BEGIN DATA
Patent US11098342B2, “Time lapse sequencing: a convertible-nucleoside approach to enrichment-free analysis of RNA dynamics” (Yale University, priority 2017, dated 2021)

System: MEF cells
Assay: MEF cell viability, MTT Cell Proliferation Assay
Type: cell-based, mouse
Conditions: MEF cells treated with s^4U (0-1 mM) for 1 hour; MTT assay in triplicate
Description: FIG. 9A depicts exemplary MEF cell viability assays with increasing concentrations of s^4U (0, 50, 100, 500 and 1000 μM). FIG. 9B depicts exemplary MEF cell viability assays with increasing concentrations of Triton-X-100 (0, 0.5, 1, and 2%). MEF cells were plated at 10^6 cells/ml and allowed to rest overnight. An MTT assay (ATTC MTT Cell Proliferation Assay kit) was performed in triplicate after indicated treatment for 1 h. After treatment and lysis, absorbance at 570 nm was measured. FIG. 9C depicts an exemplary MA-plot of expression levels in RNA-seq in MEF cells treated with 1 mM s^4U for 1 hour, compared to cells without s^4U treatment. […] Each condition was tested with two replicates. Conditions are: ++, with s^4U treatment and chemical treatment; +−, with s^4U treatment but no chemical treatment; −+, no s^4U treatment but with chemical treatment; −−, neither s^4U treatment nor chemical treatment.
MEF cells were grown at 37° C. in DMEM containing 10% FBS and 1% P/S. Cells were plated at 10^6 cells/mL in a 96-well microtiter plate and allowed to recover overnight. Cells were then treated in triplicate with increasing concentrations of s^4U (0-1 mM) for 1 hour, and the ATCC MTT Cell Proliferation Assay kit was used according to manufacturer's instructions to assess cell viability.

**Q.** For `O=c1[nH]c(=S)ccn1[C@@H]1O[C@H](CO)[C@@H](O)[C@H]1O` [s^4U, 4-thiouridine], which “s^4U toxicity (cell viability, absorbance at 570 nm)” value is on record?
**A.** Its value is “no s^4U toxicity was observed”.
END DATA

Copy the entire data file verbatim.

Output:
Patent US11098342B2, “Time lapse sequencing: a convertible-nucleoside approach to enrichment-free analysis of RNA dynamics” (Yale University, priority 2017, dated 2021)

System: MEF cells
Assay: MEF cell viability, MTT Cell Proliferation Assay
Type: cell-based, mouse
Conditions: MEF cells treated with s^4U (0-1 mM) for 1 hour; MTT assay in triplicate
Description: FIG. 9A depicts exemplary MEF cell viability assays with increasing concentrations of s^4U (0, 50, 100, 500 and 1000 μM). FIG. 9B depicts exemplary MEF cell viability assays with increasing concentrations of Triton-X-100 (0, 0.5, 1, and 2%). MEF cells were plated at 10^6 cells/ml and allowed to rest overnight. An MTT assay (ATTC MTT Cell Proliferation Assay kit) was performed in triplicate after indicated treatment for 1 h. After treatment and lysis, absorbance at 570 nm was measured. FIG. 9C depicts an exemplary MA-plot of expression levels in RNA-seq in MEF cells treated with 1 mM s^4U for 1 hour, compared to cells without s^4U treatment. […] Each condition was tested with two replicates. Conditions are: ++, with s^4U treatment and chemical treatment; +−, with s^4U treatment but no chemical treatment; −+, no s^4U treatment but with chemical treatment; −−, neither s^4U treatment nor chemical treatment.
MEF cells were grown at 37° C. in DMEM containing 10% FBS and 1% P/S. Cells were plated at 10^6 cells/mL in a 96-well microtiter plate and allowed to recover overnight. Cells were then treated in triplicate with increasing concentrations of s^4U (0-1 mM) for 1 hour, and the ATCC MTT Cell Proliferation Assay kit was used according to manufacturer's instructions to assess cell viability.

**Q.** For `O=c1[nH]c(=S)ccn1[C@@H]1O[C@H](CO)[C@@H](O)[C@H]1O` [s^4U, 4-thiouridine], which “s^4U toxicity (cell viability, absorbance at 570 nm)” value is on record?
**A.** Its value is “no s^4U toxicity was observed”.